On April 14 I was due to head out to Los Angeles to attend this year's AAPA meetings, but just like the rest of the world, I am staying home instead. The Coronavirus pandemic has had an unprecedented impact on all of the world, and while it feels disappointing that the AAPAs were cancelled, it was, of course, the right thing to do. I have been working in isolation for the past couple of weeks as my university closed its campus and moved to remote work until end of June. I had to shut down the histology lab until further notice, which felt heartbreaking, but I know we will be back up and running soon - I am optimistic the world will be a healthy place soon again.
As one of few very lucky academics with a job, I am unbelievably thankful that I can work remotely and have a salary. Setting up for remote work was initially a bit tough for me. My research is predominantly practical being lab based, and so not being able to just switch the microscope on when I need to, and take a snap of a sample I am describing, was initially a difficult adjustment for me. Thankfully, I have a pile of data I can analyse and write up remotely. Moments like these remind me - always have plans B, C, D, E... for your research papers!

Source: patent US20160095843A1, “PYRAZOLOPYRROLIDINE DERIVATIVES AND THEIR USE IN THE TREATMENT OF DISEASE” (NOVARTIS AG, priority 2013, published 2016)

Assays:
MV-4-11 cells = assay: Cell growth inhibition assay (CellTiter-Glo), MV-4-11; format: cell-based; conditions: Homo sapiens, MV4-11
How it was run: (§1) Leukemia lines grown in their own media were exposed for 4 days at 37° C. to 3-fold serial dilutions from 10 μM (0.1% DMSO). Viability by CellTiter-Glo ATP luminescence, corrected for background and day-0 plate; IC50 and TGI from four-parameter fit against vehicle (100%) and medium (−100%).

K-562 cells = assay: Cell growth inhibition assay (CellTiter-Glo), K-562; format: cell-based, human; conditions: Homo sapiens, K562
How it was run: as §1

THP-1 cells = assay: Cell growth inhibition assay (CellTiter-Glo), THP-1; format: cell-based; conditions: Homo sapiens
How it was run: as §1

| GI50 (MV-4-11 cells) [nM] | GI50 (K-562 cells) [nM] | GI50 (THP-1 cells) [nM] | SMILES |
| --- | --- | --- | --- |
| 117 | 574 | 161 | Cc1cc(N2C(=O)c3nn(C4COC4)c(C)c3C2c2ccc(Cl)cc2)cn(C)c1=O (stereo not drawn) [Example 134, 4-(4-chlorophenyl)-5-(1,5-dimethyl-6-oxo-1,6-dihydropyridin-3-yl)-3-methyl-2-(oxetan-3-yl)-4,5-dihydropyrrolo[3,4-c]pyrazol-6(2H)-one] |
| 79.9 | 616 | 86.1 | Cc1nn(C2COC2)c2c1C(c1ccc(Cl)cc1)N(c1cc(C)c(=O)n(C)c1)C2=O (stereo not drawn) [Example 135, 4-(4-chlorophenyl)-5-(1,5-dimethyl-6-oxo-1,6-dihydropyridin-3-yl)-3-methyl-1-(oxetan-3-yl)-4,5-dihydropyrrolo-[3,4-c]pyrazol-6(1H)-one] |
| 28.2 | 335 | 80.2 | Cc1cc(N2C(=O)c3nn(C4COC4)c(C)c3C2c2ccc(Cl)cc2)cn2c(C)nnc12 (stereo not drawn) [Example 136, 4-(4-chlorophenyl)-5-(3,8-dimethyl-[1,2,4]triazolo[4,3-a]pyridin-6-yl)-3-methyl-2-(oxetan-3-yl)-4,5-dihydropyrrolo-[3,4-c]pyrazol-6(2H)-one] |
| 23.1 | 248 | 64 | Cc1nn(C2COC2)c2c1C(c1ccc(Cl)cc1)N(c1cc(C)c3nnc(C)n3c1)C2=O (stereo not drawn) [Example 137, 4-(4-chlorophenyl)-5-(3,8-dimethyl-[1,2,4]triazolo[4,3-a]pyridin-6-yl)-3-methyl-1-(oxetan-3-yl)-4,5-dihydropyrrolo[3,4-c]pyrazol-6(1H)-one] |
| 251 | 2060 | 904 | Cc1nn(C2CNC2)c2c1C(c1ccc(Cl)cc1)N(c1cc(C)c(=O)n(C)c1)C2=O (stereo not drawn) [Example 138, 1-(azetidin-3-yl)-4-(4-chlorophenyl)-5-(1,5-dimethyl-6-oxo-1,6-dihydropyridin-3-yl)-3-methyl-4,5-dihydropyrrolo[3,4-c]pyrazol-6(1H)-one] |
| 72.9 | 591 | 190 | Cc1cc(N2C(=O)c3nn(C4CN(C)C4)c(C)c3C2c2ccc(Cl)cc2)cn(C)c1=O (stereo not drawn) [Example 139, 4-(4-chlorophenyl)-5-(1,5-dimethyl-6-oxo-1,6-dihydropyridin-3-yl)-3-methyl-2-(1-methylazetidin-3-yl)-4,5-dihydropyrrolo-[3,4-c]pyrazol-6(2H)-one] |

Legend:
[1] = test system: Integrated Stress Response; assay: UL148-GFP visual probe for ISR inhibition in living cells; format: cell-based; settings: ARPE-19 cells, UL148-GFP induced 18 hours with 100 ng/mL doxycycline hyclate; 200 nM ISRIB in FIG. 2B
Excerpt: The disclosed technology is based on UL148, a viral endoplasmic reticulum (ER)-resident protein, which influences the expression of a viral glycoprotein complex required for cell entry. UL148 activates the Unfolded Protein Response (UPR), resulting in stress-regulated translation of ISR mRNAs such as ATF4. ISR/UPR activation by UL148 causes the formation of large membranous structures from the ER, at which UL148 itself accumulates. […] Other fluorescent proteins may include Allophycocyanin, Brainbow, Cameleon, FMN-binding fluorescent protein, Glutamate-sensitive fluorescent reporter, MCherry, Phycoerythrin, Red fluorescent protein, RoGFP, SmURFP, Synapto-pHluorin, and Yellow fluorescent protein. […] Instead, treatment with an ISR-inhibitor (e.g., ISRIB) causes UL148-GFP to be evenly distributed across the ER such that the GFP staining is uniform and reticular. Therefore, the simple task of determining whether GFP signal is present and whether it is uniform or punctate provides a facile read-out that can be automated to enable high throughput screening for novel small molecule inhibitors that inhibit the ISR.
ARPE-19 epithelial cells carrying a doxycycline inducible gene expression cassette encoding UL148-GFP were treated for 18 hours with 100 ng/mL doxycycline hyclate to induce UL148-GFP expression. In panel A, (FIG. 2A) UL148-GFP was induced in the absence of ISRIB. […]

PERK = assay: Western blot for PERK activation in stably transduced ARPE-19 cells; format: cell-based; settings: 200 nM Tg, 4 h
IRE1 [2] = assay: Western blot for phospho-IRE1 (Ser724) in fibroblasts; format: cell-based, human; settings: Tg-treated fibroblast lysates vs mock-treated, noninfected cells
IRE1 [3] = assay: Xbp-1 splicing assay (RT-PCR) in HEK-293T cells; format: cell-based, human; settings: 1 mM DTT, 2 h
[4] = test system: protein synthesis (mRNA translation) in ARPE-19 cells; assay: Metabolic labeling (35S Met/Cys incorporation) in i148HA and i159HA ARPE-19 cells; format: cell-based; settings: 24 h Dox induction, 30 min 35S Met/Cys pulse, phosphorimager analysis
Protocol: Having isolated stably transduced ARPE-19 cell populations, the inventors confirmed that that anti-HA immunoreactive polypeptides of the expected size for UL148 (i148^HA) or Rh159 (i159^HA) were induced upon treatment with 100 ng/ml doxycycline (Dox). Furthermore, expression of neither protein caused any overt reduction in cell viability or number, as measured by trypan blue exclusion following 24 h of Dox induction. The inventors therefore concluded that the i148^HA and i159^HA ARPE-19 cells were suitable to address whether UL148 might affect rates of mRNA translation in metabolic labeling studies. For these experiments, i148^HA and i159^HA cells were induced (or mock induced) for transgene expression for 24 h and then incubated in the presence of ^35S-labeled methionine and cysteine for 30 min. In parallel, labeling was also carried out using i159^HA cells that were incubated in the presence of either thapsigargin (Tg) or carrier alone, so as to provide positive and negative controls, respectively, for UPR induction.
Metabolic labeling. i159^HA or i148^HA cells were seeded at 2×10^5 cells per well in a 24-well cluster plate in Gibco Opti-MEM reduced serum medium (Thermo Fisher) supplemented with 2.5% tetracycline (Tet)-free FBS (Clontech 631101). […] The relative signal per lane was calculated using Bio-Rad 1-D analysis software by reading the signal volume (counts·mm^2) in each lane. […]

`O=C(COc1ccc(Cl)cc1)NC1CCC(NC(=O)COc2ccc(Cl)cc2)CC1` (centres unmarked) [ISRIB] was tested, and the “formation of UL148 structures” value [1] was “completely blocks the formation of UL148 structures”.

The great news is that AAPAs have arranged for the presentations to be shared online amid the cancellation of the meetings. So I uploaded my poster this weekend - it should appear under this link on Monday (once AAPAs refresh the program page). Feel free to have a browse. My colleagues and I (including two awesome students - Nathalia and Meg) are reporting the first human bone histology data for a 700 - 300 BP site of Taumako in Solomon Islands. You can get involved with a public discussion under the link as well. However, if you are having difficulties accessing the site, I am also providing the poster below. The manuscript is almost ready to go - we will be hopefully submitting it for peer review next week once all co-authors have gotten back to me with feedback.
Human bone health at Taumako, ca. 700 – 300 BP Southeast Solomon Islands